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On Tuesday, July 17th, Wellness Services INC hosted a dinner and lecture on the topic of Decolonizing Health Care. Our agency invited community partners to participate in this all-important conversation, and were fortunate to be joined by representatives from multiple agencies who’ve dedicated themselves to bettering the lives of people across the various communities they serve.
The participants were provided dinner while our Director of Programing, Teresa Springer, delivered a powerful message about the various ways in which the history of white supremacy has and continues to produce disproportionately disastrous outcomes in the lives of Black and Brown people—and women in particular. While several of our guests thanked Ms. Springer profusely for her research and delivery—stating that they were deeply moved, there was at least one guest who apparently took issue with what Ms. Springer had to say.
Rather than ask questions, voice concerns, or offer an alternate view of the content, Mr. Paul Robinson of Sacred Heart, took to his Facebook page to air his grievances with the general public.
While the content of Mr. Robinson’s post was unequivocally problematic, it also highlights a litany of the very issues that many white Americans are currently, and often publicly grappling with, ignoring, or outright denouncing as left-wing propaganda. His post gives someone like myself, an opportunity to address these pervasive issues head-on, and for that, I suppose, I am grateful.
Mr. Robinson begins his post with the phrase, “This statement might sound racist…”
Indeed, it is.
He notes going to the dinner/lecture on “Decolonizing Healthcare,” and that “99.9%…was about the racist society we live in.” Indeed, it was. So far, so good.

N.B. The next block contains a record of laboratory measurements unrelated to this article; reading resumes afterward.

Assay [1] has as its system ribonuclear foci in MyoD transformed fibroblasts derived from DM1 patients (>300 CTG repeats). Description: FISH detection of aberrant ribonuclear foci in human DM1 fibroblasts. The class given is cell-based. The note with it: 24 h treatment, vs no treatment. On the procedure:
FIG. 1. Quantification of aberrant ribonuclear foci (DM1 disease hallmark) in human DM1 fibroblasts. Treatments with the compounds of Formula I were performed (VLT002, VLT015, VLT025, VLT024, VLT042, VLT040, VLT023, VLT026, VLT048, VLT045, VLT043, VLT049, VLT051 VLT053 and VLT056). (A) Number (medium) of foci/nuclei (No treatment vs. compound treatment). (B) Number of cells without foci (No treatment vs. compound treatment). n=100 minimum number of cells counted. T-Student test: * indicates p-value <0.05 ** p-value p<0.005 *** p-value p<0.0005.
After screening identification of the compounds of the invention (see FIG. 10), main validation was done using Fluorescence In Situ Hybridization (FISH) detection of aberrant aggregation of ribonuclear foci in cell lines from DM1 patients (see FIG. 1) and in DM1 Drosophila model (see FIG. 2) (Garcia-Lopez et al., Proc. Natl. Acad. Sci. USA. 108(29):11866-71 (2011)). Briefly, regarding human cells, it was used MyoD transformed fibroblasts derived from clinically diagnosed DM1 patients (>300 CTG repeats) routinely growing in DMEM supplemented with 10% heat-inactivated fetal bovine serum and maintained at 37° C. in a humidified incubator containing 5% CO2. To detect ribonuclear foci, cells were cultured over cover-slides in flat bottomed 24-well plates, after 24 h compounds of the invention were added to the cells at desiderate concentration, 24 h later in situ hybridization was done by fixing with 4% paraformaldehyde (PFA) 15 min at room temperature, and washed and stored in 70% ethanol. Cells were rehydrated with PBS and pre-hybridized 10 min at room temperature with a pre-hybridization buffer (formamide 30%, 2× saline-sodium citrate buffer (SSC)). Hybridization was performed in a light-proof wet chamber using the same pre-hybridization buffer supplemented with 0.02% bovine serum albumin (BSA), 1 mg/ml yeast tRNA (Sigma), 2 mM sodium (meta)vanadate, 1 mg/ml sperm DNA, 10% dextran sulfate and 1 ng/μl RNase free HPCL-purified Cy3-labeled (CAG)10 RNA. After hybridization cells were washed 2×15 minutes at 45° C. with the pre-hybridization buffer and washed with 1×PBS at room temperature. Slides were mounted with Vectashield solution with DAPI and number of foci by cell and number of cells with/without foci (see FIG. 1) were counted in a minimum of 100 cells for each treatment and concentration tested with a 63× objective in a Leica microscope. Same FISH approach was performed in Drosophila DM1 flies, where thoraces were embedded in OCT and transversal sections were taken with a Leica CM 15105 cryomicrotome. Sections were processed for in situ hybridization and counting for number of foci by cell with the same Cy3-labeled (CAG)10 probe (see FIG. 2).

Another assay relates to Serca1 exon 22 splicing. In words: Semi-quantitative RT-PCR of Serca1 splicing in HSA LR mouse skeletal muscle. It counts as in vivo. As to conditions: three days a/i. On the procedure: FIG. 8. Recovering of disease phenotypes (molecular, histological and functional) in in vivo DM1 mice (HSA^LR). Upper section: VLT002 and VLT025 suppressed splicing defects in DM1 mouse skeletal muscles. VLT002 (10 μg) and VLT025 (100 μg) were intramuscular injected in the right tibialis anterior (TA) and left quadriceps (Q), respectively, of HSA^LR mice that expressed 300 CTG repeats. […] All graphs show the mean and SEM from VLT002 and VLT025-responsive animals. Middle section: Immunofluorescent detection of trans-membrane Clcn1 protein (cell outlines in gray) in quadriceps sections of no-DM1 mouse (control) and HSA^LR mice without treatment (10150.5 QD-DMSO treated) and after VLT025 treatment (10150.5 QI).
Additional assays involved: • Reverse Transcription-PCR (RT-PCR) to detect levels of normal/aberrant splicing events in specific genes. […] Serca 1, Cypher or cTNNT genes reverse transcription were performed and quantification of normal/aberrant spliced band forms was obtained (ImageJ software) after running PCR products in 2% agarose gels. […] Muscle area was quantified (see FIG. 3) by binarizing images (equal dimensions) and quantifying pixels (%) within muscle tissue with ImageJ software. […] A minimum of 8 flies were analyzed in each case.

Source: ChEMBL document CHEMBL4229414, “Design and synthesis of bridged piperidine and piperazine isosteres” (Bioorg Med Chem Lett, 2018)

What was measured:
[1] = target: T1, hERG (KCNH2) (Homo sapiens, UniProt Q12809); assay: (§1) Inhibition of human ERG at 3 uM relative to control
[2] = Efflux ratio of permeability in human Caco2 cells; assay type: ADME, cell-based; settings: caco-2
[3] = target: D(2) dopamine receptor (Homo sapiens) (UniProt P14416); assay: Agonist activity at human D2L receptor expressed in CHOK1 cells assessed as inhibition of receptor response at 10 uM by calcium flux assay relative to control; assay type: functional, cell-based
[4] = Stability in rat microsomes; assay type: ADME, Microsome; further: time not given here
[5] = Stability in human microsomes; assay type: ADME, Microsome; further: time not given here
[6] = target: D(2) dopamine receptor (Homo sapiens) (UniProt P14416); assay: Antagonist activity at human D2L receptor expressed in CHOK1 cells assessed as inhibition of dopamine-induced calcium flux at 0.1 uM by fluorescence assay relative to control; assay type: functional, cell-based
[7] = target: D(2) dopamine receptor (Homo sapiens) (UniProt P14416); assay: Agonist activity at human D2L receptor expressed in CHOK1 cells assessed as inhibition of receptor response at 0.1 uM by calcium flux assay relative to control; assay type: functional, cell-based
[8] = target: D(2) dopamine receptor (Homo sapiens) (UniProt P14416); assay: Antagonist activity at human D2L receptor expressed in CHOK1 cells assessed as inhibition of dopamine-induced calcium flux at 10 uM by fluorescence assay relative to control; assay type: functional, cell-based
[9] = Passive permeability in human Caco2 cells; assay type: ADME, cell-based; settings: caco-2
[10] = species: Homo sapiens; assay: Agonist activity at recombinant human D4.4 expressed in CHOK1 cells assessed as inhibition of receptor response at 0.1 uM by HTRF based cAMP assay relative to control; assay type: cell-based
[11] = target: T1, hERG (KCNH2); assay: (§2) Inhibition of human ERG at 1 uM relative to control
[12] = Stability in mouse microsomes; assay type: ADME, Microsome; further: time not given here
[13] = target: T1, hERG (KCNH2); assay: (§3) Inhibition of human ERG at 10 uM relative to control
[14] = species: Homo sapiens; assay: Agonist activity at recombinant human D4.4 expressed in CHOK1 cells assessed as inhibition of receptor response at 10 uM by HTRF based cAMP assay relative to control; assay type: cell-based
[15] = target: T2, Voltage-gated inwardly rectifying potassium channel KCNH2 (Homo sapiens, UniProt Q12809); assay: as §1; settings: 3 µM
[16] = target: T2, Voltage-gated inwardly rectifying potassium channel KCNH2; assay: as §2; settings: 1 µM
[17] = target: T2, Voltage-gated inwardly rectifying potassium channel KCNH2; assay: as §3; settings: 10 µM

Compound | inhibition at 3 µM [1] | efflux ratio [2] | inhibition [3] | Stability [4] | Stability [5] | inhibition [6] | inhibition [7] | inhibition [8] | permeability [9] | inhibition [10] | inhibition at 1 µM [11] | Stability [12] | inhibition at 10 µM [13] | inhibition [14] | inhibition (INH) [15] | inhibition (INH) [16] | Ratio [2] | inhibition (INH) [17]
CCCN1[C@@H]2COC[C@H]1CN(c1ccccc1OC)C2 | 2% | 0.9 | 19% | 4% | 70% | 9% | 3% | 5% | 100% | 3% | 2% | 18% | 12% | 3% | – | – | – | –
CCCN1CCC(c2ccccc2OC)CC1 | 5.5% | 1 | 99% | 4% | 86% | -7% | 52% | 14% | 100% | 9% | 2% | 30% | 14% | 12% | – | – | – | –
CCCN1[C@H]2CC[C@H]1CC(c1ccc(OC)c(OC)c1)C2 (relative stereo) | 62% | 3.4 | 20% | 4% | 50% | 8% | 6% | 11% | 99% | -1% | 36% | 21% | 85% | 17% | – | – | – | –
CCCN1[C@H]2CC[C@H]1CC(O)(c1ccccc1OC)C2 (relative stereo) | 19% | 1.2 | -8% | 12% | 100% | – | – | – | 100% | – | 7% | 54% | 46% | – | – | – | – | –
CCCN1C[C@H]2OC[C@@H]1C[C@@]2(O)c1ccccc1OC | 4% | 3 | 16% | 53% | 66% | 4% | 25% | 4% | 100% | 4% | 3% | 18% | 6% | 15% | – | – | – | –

However, things take an ominous turn as grammar is eschewed and an all-caps, comma-free, run-on paragraph ensues…
Mr. Robinson seems genuinely surprised that “Decolonizing Healthcare” focuses so heavily on white supremacy. Even for the woefully ahistorical, I assumed colonization was widely understood to be a largely “Western” imposed phenomenon driven by capitalism and justified by white supremacy.
Apparently, Ms. Springer’s lecture was one lecture too many. Mr. Robinson states he is “DONE WITH FLINT” and “DONE WORKING IN THE FIELD” because all he ever hears is “HOW THE WHITE MAN SUPPRESSED THE BLACKS AND ALL THE PROBLEMS BLACKS HAVE ARE BECAUSE OF RACISM.”
With the above statement, Mr. Robinson highlights both the privilege and guilt that comes up for him and so many other white Americans when engaging with this information. While Mr. Robinson has the option to be “DONE” with Flint, many of its citizens cannot. For many, this is home by choice and/or chance. While Mr. Robinson has the option to be “DONE” with this work, the rest of us, cannot. For many, this is not simply a job, but literally a matter of life and death. Privilege is the choice to walk away whenever you encounter information you find disagreeable. For those without such privilege, being upset can’t translate into being “done.”
To that point, Ms. Springer was not presenting on how Black and Brown are done with the health care system. Trust me when I say, Black and Brown folks WISH we could be done with the institutions that disproportionately harm so many of us—from criminal justice, to mass media, to healthcare, to housing, to education.
But where would we go?